Sometimes you stumble across a book, and, for whatever reason, your expectations are low. Could be the harlequin mask on the cover, could be a previous series by the same author you were wholly uninterested in, could be a billion different things that individually are insignificant, but cumulatively . . . You turn up you nose.
O, gentlefriends . . . Do not do unto yourselves the same disservice I almost did unto mine.
NEVERNIGHT by Jay Kristoff is . . . exquisite.
I almost didn't read it. Indeed, the release date sneaked up on me, tapped me on the shoulder, and waved hello on Monday afternoon, and I joked to friend that I should at least update my status on Goodreads and pretend to be reading it . . . Six hours later, it was ten pm, and I was 40% in.
The first chapter was baffling. Told from two seemingly different perspectives, it chronicles two very different firsts, but uses almost the exact same words. I was internally shouting, "WTF is this?!" but I was curious enough see where it led, and the further I got, the closer the two scenarios spun toward completion, and then it was over, and I understood . . .
In Jabberwocky , Lewis Carroll turned the English language on its head. He used nonsense words that were dicipherable because of his expert manipulation of sentence structure and other, real words, that made the meanings of his imaginary words obvious.
For the first time since I really understood and appreciated what Carroll had done, I felt the same kind of glee as I read about a girl losing her virginity and a girl taking her first life. One experience held the potential for the creation of new life, the other bringing an irrevocable end to life, and yet . . . He used . . . The same words.
Riddikulus writing skills aside, the story was also fantastic.
What's my #1 complaint about assassins in YA fiction?
You: You may have mentioned something about reluctant assassins a time or three.
Me: Damn right.
You: Not a problem here?
Me: *laughs maniacally*
"People often shit themselves when they die.
Their muscles slack and their souls flutter free and everything else just…slips out. For all their audience’s love of death, the playwrights seldom mention it. When the hero breathes his last in the heroine’s arms, they call no attention to the stain leaking across his tights, or how the stink makes her eyes water as she leans in for her farewell kiss.
I mention this by way of warning, O, my gentlefriends, that your narrator shares no such restraint."
Duly noted, Mr. Narrator, sir.
And lest you be scared off by visions of graphic and violent death . . . I won't lie, that is part of this story. But only part:
"She’s dead herself, now—words both the wicked and the just would give an eyeteeth smile to hear. A republic in ashes behind her. A city of bridges and bones laid at the bottom of the sea by her hand. And yet I’m sure she’d still find a way to kill me if she knew I put these words to paper. Open me up and leave me for the hungry Dark. But I think someone should at least try to separate her from the lies told about her. Through her. By her.
Someone who knew her true.
A girl some called Pale Daughter. Or Kingmaker. Or Crow. But most often, nothing at all. A killer of killers, whose tally of endings only the goddess and I truly know. And was she famous or infamous for it at the end? All this death? I confess I could never see the difference. But then, I’ve never seen things the way you have.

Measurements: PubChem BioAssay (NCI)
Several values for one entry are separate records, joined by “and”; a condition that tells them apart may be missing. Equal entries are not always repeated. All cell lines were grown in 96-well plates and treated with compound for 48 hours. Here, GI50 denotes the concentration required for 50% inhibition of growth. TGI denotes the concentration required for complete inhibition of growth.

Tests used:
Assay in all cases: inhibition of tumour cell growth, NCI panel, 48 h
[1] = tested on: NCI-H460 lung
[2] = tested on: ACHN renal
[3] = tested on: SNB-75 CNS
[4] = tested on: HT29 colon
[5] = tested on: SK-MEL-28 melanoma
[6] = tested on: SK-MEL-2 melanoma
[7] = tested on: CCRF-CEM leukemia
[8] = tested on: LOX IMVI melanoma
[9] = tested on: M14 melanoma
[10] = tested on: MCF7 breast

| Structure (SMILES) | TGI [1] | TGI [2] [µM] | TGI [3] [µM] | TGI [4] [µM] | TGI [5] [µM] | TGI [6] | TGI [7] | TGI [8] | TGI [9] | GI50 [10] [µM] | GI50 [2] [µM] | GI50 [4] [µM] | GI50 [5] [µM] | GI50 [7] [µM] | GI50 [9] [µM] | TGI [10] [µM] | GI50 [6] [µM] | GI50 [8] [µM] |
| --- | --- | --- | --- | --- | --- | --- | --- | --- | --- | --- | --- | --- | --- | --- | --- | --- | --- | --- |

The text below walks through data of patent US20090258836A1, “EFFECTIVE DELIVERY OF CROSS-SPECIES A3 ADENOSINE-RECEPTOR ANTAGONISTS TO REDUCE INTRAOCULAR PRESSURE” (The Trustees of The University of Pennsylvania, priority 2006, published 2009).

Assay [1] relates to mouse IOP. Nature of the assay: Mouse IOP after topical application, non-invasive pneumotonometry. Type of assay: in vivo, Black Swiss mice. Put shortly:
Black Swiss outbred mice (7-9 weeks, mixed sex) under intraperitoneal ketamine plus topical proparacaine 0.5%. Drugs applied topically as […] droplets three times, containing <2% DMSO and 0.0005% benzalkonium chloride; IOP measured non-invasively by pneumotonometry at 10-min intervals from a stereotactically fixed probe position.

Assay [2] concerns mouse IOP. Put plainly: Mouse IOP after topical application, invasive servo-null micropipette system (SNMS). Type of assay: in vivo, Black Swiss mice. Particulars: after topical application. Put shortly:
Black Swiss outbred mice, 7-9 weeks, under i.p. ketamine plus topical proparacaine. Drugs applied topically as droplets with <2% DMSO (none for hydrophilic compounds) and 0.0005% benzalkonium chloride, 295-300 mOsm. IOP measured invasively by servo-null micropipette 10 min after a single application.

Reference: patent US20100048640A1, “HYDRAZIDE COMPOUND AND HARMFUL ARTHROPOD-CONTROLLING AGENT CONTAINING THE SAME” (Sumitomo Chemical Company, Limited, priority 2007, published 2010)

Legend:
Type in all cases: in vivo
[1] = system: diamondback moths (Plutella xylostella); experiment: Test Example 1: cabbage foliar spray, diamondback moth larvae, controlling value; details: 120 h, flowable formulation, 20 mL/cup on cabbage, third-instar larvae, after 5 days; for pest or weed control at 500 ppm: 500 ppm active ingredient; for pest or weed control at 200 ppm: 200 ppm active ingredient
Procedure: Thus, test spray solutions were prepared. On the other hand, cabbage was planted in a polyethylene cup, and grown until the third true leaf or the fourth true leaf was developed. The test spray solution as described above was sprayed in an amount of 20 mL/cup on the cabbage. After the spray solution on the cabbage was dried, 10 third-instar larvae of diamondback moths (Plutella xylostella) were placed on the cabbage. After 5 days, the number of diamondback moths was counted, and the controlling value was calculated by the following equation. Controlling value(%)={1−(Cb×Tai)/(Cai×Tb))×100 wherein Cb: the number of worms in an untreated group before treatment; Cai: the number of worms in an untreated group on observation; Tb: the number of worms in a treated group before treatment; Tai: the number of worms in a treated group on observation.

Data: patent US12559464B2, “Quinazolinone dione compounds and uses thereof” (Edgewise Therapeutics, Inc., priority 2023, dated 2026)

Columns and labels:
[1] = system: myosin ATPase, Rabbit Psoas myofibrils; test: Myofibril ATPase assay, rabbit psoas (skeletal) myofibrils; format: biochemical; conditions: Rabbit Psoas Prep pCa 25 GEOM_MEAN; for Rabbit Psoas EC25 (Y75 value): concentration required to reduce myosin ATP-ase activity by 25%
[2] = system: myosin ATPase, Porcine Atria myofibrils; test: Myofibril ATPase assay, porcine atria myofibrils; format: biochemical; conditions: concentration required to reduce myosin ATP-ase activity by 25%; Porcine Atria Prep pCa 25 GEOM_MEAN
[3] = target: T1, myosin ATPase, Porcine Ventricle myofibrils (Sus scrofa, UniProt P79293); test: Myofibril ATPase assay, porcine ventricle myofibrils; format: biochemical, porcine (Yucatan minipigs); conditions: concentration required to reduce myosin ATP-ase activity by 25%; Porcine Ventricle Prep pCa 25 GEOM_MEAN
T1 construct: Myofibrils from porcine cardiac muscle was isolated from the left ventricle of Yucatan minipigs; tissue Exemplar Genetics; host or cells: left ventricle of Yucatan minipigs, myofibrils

Never truly lived in the world you call your own.
Nor did she, really.
I think that’s why I loved her."
Mia Covere's tale reminded me a bit of Arya Stark's: a girl whose family is destroyed by politics and hands grasping at power, stumbles into a follower of a most murderous god(dess), and becomes his apprentice. But Mia is more than just a girl . . . She's a girl with a shadow dark enough for two.
You: WTF does that mean?
Me: READ THE BOOK.
And how many Guardians of the Galaxy fans do we have? B/c the coolest part of that movie was the black market space station that was the HEAD OF A CELESTIAL BEING, am I right?
Well, Mia grew up in Godsgrave, which just might be where the rest of the body fell . . . Okay, it's probably a different being entirely, but the concept is the same, it's friggin' awesome:
To the north, the Ribs rose hundreds of feet into the ruddy heavens, tiny windows staring out from apartments carved within the ancient bone. Canals ran out from the hollow Spine . . .
My only words of caution are that, if you haven't already cottoned on, there is SEX in this YA novel, which isn't as uncommon as it used to be, but isn't yet unremarkable. And I'm not talking fade-to-black, acknowledgment of sexual congress, I'm talking burn-your-ears, think-interesting thoughts-about-the-hands-that-penned-them sex scenes.
Kristoff calls Mia an assassin who is to death what a maestro is to a symphony. I felt the same way about Kristoff's manipulation of words and language. Whether Mia slipped into a room like a knife between the ribs or we met a man whose face was more scar than face, this reader felt like she was being spun and tossed by a master. Solus might by the Guardian of Songs, but Jay Kristoff made me dance to the music of his story in ways I've rarely been moved. O so ridiculously highly recommended.